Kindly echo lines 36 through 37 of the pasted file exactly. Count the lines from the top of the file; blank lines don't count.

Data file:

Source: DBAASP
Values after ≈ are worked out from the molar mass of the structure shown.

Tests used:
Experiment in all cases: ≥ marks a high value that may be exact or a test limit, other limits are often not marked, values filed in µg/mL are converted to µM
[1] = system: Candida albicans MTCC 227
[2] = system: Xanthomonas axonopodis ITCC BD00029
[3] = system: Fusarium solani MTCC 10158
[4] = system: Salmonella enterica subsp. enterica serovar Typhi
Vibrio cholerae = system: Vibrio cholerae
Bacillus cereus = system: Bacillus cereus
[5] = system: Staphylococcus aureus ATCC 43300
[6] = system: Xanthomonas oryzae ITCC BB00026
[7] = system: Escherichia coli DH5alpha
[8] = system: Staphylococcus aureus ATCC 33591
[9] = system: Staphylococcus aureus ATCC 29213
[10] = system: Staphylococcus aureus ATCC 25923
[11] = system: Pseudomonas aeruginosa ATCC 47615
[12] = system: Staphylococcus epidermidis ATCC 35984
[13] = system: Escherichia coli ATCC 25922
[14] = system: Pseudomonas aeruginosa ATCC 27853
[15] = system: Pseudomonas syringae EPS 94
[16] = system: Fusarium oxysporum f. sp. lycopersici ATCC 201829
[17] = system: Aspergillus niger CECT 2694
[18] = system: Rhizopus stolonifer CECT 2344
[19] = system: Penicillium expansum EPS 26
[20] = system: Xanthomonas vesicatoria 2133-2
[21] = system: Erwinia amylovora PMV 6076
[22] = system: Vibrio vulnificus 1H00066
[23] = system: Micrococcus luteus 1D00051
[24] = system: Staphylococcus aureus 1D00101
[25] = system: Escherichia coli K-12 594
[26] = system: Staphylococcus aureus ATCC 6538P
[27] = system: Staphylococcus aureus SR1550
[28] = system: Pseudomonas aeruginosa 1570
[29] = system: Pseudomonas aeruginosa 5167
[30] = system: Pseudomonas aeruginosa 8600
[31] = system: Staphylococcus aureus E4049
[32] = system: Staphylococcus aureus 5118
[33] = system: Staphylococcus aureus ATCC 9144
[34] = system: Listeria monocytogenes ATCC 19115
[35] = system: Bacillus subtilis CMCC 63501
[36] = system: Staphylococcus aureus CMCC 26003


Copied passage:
[30] = system: Pseudomonas aeruginosa 8600
[31] = system: Staphylococcus aureus E4049